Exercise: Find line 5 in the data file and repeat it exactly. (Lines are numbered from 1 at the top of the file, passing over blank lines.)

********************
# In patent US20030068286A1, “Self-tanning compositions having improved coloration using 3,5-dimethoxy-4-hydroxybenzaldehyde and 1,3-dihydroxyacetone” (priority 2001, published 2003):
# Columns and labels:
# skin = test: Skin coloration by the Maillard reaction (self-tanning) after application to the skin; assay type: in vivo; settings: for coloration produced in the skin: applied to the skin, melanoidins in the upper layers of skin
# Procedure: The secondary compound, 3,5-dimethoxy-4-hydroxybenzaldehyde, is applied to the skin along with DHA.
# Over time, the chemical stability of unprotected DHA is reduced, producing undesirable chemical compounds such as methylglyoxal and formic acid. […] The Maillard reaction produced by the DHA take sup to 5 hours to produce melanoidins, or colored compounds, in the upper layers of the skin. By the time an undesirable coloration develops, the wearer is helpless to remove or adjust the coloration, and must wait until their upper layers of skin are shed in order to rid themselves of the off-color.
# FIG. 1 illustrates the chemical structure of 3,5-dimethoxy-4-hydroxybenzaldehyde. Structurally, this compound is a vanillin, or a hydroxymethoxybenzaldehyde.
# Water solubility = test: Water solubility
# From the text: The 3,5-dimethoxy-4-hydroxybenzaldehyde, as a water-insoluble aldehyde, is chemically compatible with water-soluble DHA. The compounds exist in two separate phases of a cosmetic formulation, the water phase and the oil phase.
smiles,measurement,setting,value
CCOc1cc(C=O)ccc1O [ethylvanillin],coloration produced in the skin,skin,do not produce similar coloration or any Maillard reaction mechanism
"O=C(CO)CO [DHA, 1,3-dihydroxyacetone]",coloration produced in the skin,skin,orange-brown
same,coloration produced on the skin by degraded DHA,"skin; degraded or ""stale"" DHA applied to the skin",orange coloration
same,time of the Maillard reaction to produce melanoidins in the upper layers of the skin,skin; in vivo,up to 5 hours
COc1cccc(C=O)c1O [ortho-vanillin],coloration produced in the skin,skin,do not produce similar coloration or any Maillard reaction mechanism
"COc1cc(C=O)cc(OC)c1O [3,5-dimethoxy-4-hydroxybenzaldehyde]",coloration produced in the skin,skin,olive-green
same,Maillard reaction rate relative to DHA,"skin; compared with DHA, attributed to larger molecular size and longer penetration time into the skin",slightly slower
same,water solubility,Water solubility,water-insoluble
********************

# Over time, the chemical stability of unprotected DHA is reduced, producing undesirable chemical compounds such as methylglyoxal and formic acid. […] The Maillard reaction produced by the DHA take sup to 5 hours to produce melanoidins, or colored compounds, in the upper layers of the skin. By the time an undesirable coloration develops, the wearer is helpless to remove or adjust the coloration, and must wait until their upper layers of skin are shed in order to rid themselves of the off-color.